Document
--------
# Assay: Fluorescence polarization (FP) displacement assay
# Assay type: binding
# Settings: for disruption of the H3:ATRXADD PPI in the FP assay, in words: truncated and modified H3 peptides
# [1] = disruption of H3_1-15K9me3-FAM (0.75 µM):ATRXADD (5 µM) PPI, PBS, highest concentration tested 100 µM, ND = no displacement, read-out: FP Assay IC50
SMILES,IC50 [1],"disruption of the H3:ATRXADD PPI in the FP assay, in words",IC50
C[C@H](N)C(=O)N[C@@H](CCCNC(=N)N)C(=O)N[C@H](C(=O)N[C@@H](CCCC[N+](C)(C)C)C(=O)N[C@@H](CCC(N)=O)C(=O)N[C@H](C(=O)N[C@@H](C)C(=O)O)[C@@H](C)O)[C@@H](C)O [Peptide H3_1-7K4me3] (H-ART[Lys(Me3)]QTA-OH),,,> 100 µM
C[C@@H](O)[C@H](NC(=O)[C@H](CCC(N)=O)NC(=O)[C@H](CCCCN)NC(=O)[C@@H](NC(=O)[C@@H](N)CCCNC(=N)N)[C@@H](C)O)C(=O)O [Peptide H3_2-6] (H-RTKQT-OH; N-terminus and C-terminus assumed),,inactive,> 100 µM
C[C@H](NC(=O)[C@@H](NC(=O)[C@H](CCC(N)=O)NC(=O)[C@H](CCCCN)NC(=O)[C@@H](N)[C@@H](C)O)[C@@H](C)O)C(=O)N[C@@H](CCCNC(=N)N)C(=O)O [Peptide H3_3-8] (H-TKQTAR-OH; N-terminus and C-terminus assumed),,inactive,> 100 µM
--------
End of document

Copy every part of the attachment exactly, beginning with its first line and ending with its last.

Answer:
# Assay: Fluorescence polarization (FP) displacement assay
# Assay type: binding
# Settings: for disruption of the H3:ATRXADD PPI in the FP assay, in words: truncated and modified H3 peptides
# [1] = disruption of H3_1-15K9me3-FAM (0.75 µM):ATRXADD (5 µM) PPI, PBS, highest concentration tested 100 µM, ND = no displacement, read-out: FP Assay IC50
SMILES,IC50 [1],"disruption of the H3:ATRXADD PPI in the FP assay, in words",IC50
C[C@H](N)C(=O)N[C@@H](CCCNC(=N)N)C(=O)N[C@H](C(=O)N[C@@H](CCCC[N+](C)(C)C)C(=O)N[C@@H](CCC(N)=O)C(=O)N[C@H](C(=O)N[C@@H](C)C(=O)O)[C@@H](C)O)[C@@H](C)O [Peptide H3_1-7K4me3] (H-ART[Lys(Me3)]QTA-OH),,,> 100 µM
C[C@@H](O)[C@H](NC(=O)[C@H](CCC(N)=O)NC(=O)[C@H](CCCCN)NC(=O)[C@@H](NC(=O)[C@@H](N)CCCNC(=N)N)[C@@H](C)O)C(=O)O [Peptide H3_2-6] (H-RTKQT-OH; N-terminus and C-terminus assumed),,inactive,> 100 µM
C[C@H](NC(=O)[C@@H](NC(=O)[C@H](CCC(N)=O)NC(=O)[C@H](CCCCN)NC(=O)[C@@H](N)[C@@H](C)O)[C@@H](C)O)C(=O)N[C@@H](CCCNC(=N)N)C(=O)O [Peptide H3_3-8] (H-TKQTAR-OH; N-terminus and C-terminus assumed),,inactive,> 100 µM